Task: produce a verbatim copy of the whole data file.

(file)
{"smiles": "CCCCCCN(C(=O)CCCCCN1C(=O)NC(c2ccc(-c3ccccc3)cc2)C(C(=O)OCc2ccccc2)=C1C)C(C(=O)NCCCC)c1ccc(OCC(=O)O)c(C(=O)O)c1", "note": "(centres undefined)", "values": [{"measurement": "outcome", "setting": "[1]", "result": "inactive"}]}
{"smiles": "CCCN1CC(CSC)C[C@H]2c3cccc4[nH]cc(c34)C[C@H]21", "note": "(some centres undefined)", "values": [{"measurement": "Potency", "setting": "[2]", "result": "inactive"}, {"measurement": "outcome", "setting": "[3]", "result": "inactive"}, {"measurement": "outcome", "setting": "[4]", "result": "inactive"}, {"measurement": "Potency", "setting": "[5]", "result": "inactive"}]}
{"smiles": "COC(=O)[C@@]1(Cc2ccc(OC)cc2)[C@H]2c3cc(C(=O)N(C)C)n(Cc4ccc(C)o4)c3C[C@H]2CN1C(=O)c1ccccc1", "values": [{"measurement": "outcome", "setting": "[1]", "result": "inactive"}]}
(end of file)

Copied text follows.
{"smiles": "CCCCCCN(C(=O)CCCCCN1C(=O)NC(c2ccc(-c3ccccc3)cc2)C(C(=O)OCc2ccccc2)=C1C)C(C(=O)NCCCC)c1ccc(OCC(=O)O)c(C(=O)O)c1", "note": "(centres undefined)", "values": [{"measurement": "outcome", "setting": "[1]", "result": "inactive"}]}
{"smiles": "CCCN1CC(CSC)C[C@H]2c3cccc4[nH]cc(c34)C[C@H]21", "note": "(some centres undefined)", "values": [{"measurement": "Potency", "setting": "[2]", "result": "inactive"}, {"measurement": "outcome", "setting": "[3]", "result": "inactive"}, {"measurement": "outcome", "setting": "[4]", "result": "inactive"}, {"measurement": "Potency", "setting": "[5]", "result": "inactive"}]}
{"smiles": "COC(=O)[C@@]1(Cc2ccc(OC)cc2)[C@H]2c3cc(C(=O)N(C)C)n(Cc4ccc(C)o4)c3C[C@H]2CN1C(=O)c1ccccc1", "values": [{"measurement": "outcome", "setting": "[1]", "result": "inactive"}]}